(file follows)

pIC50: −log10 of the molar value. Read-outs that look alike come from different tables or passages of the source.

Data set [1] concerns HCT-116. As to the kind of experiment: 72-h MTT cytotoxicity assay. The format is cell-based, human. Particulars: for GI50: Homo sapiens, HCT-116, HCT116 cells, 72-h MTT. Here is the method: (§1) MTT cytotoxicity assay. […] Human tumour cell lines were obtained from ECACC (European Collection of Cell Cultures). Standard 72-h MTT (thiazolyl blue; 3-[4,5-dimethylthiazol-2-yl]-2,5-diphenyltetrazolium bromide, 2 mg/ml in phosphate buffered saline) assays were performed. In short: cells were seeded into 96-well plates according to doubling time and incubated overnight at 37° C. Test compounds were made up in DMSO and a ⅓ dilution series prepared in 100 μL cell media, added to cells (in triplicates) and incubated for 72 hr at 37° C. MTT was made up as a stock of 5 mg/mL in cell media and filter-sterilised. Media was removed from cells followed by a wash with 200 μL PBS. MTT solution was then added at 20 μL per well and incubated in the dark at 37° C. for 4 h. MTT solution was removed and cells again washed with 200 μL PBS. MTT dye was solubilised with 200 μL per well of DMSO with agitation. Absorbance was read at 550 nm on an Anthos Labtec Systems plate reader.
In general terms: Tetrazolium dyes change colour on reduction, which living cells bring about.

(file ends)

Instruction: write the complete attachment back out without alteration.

pIC50: −log10 of the molar value. Read-outs that look alike come from different tables or passages of the source.

Data set [1] concerns HCT-116. As to the kind of experiment: 72-h MTT cytotoxicity assay. The format is cell-based, human. Particulars: for GI50: Homo sapiens, HCT-116, HCT116 cells, 72-h MTT. Here is the method: (§1) MTT cytotoxicity assay. […] Human tumour cell lines were obtained from ECACC (European Collection of Cell Cultures). Standard 72-h MTT (thiazolyl blue; 3-[4,5-dimethylthiazol-2-yl]-2,5-diphenyltetrazolium bromide, 2 mg/ml in phosphate buffered saline) assays were performed. In short: cells were seeded into 96-well plates according to doubling time and incubated overnight at 37° C. Test compounds were made up in DMSO and a ⅓ dilution series prepared in 100 μL cell media, added to cells (in triplicates) and incubated for 72 hr at 37° C. MTT was made up as a stock of 5 mg/mL in cell media and filter-sterilised. Media was removed from cells followed by a wash with 200 μL PBS. MTT solution was then added at 20 μL per well and incubated in the dark at 37° C. for 4 h. MTT solution was removed and cells again washed with 200 μL PBS. MTT dye was solubilised with 200 μL per well of DMSO with agitation. Absorbance was read at 550 nm on an Anthos Labtec Systems plate reader.
In general terms: Tetrazolium dyes change colour on reduction, which living cells bring about.